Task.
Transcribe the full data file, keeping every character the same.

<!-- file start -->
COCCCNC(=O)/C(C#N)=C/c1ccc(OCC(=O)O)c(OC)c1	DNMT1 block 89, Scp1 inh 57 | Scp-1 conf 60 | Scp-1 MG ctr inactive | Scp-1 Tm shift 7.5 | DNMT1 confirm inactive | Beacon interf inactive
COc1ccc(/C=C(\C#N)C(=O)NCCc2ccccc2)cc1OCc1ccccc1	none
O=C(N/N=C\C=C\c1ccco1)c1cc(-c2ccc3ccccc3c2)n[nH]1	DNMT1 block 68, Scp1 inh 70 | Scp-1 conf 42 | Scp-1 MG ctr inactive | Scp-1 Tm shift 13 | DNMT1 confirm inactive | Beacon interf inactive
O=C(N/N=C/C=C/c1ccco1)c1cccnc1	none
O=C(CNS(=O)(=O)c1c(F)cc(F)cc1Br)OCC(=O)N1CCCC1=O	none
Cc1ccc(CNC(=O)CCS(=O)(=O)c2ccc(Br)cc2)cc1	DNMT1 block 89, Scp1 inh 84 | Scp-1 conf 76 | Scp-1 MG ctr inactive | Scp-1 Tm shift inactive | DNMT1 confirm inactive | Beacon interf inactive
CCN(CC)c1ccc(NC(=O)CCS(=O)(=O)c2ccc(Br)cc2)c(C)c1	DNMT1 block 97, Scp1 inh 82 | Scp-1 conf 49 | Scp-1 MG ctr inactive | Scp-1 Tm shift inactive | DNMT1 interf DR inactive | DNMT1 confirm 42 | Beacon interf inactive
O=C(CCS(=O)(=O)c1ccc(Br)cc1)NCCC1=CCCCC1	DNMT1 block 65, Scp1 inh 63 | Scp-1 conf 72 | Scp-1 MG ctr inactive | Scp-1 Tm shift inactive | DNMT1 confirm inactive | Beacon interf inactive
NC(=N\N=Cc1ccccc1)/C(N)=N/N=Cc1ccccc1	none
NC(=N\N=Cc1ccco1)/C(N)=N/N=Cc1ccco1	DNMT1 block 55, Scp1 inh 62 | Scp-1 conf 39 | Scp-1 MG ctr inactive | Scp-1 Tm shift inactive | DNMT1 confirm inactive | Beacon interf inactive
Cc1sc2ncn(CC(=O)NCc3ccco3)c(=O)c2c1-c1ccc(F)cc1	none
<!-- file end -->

COCCCNC(=O)/C(C#N)=C/c1ccc(OCC(=O)O)c(OC)c1	DNMT1 block 89, Scp1 inh 57 | Scp-1 conf 60 | Scp-1 MG ctr inactive | Scp-1 Tm shift 7.5 | DNMT1 confirm inactive | Beacon interf inactive
COc1ccc(/C=C(\C#N)C(=O)NCCc2ccccc2)cc1OCc1ccccc1	none
O=C(N/N=C\C=C\c1ccco1)c1cc(-c2ccc3ccccc3c2)n[nH]1	DNMT1 block 68, Scp1 inh 70 | Scp-1 conf 42 | Scp-1 MG ctr inactive | Scp-1 Tm shift 13 | DNMT1 confirm inactive | Beacon interf inactive
O=C(N/N=C/C=C/c1ccco1)c1cccnc1	none
O=C(CNS(=O)(=O)c1c(F)cc(F)cc1Br)OCC(=O)N1CCCC1=O	none
Cc1ccc(CNC(=O)CCS(=O)(=O)c2ccc(Br)cc2)cc1	DNMT1 block 89, Scp1 inh 84 | Scp-1 conf 76 | Scp-1 MG ctr inactive | Scp-1 Tm shift inactive | DNMT1 confirm inactive | Beacon interf inactive
CCN(CC)c1ccc(NC(=O)CCS(=O)(=O)c2ccc(Br)cc2)c(C)c1	DNMT1 block 97, Scp1 inh 82 | Scp-1 conf 49 | Scp-1 MG ctr inactive | Scp-1 Tm shift inactive | DNMT1 interf DR inactive | DNMT1 confirm 42 | Beacon interf inactive
O=C(CCS(=O)(=O)c1ccc(Br)cc1)NCCC1=CCCCC1	DNMT1 block 65, Scp1 inh 63 | Scp-1 conf 72 | Scp-1 MG ctr inactive | Scp-1 Tm shift inactive | DNMT1 confirm inactive | Beacon interf inactive
NC(=N\N=Cc1ccccc1)/C(N)=N/N=Cc1ccccc1	none
NC(=N\N=Cc1ccco1)/C(N)=N/N=Cc1ccco1	DNMT1 block 55, Scp1 inh 62 | Scp-1 conf 39 | Scp-1 MG ctr inactive | Scp-1 Tm shift inactive | DNMT1 confirm inactive | Beacon interf inactive
Cc1sc2ncn(CC(=O)NCc3ccco3)c(=O)c2c1-c1ccc(F)cc1	none